How to overcome Canadians’ waning trust in business

Edelman's annual Trust Barometer brought some bad news, but engaging employees may be the solution.

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Tuesday’s Trust Barometer report from Edelman was full of bad news for Canada’s businesses. Record numbers of Canadians said they did not trust businesses or their spokespeople, but Edelman Canada CEO Lisa Kimmel points to data deeper in the report that suggests how brands can move forward despite the gloomy outlook.

The bad news may have come as a surprise to some, given that last year’s report was relatively sunny. Kimmel says her PR firm expected the 2015 federal election to boost trust numbers for government, NGOs, media and businesses in last year’s report (a trend that Edelman sees in other markets as well). With the election behind us, the firm anticipated declines in 2017.

“But we didn’t anticipate how dramatic those declines would be,” she told strategy. “Trust in government, business and media are at an all-time low in Canada.” For the first time in the survey’s 17-year history, more than half of Canadians can be said to distrust their institutions.

“I don’t think this is an outlier year,” Kimmel says. “I think we’re living in a new reality. I’m not convinced we’ll see results that are significantly different next year.”

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Leadership is seen as a particular weakness by the 1,150 Canadians who took Edelman’s survey online between Oct. 17 and Nov. 13, 2016. Historically strong voices of authority – CEOs, boards of directors and financial analysts – are now seen as the least-credible sources. A record low of 25% of respondents saw CEOs as trustworthy sources of information (down from 37% last year). Financial analysts fared slightly better at 41% (down from 54%), but are also at a historical Canadian low.

However, Kimmel points to where Canadians do show trust: employees and people like themselves.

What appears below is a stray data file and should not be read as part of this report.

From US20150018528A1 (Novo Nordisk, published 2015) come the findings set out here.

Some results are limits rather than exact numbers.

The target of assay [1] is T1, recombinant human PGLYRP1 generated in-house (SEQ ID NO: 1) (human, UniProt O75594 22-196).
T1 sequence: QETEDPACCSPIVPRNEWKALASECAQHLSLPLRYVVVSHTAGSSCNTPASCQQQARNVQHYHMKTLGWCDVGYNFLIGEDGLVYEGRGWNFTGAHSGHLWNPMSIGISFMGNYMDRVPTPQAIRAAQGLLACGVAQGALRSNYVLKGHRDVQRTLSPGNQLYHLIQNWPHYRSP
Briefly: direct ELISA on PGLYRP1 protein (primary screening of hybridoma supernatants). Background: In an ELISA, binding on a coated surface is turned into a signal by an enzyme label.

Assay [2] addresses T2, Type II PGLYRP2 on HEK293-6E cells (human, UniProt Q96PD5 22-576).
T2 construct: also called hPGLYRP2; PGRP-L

“Employees, seen as a credible source (of information), are under-leveraged,” she says. “If you don’t engage them, they can be a liability. It can compel them to speak poorly of a company.”

Patricia McQuillan, president and founder of Brand Matters, says CEOs already have the tools to leverage their staff, as the fundamentals of such employee engagement have not changed much over the last decade. McQuillan has advised large-scale, customer-service-based firms in Canada on employee activation, and says turning staff into brand advocates is a simple matter of transparent and timely communication.

Senior leaders should regularly discuss the company’s goals with employees at every level and be transparent about financial performance, McQuillan says. “We’re talking about information that impacts the employee directly, so they can see the results of their efforts.” She points to companies such as FedEx, which would fly executives to remote branches to have face-to-face meetings with front-line employees on such matters.

This will become increasingly important as millennials take over larger portions of the work force. McQuillan says this group demands more timely and personal communication with executives than their older co-workers.

Edelman’s Kimmel also says the Trust Barometer shows a growing sense that the “elites,” including business leaders, are out of touch with real people.

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“The results demonstrate that businesses and leadership need to be working with the people to affect positive societal change, whether it be environmental sustainability, supporting infrastructure or human rights. That is an opportunity for CMOs to think about being more purposeful in creating stronger connections with our target consumers – how do we bring people into the fold?”

“Activist consumers” have been judged most trustworthy to lead the charge toward such socially minded efforts.

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